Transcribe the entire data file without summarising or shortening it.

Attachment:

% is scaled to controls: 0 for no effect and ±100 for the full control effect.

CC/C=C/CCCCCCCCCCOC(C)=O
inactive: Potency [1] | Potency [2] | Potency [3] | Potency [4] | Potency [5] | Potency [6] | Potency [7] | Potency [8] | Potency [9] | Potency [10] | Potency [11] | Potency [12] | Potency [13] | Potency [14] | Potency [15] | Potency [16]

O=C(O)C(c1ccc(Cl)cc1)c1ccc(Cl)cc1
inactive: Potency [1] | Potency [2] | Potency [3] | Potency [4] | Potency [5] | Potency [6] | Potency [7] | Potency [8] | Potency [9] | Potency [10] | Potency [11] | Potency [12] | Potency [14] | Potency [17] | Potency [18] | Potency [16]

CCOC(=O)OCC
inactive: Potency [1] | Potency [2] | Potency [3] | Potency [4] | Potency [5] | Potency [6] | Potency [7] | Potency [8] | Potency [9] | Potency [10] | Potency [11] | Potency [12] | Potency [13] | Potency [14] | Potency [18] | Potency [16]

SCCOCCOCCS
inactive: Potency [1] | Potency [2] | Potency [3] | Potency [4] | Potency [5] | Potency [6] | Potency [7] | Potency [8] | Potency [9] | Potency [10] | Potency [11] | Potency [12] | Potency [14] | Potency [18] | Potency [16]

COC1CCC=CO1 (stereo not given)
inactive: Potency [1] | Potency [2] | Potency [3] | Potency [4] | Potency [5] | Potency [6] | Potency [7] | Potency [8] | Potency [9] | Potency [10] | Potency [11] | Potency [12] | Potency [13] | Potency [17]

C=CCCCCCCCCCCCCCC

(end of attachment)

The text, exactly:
% is scaled to controls: 0 for no effect and ±100 for the full control effect.

CC/C=C/CCCCCCCCCCOC(C)=O
inactive: Potency [1] | Potency [2] | Potency [3] | Potency [4] | Potency [5] | Potency [6] | Potency [7] | Potency [8] | Potency [9] | Potency [10] | Potency [11] | Potency [12] | Potency [13] | Potency [14] | Potency [15] | Potency [16]

O=C(O)C(c1ccc(Cl)cc1)c1ccc(Cl)cc1
inactive: Potency [1] | Potency [2] | Potency [3] | Potency [4] | Potency [5] | Potency [6] | Potency [7] | Potency [8] | Potency [9] | Potency [10] | Potency [11] | Potency [12] | Potency [14] | Potency [17] | Potency [18] | Potency [16]

CCOC(=O)OCC
inactive: Potency [1] | Potency [2] | Potency [3] | Potency [4] | Potency [5] | Potency [6] | Potency [7] | Potency [8] | Potency [9] | Potency [10] | Potency [11] | Potency [12] | Potency [13] | Potency [14] | Potency [18] | Potency [16]

SCCOCCOCCS
inactive: Potency [1] | Potency [2] | Potency [3] | Potency [4] | Potency [5] | Potency [6] | Potency [7] | Potency [8] | Potency [9] | Potency [10] | Potency [11] | Potency [12] | Potency [14] | Potency [18] | Potency [16]

COC1CCC=CO1 (stereo not given)
inactive: Potency [1] | Potency [2] | Potency [3] | Potency [4] | Potency [5] | Potency [6] | Potency [7] | Potency [8] | Potency [9] | Potency [10] | Potency [11] | Potency [12] | Potency [13] | Potency [17]

C=CCCCCCCCCCCCCCC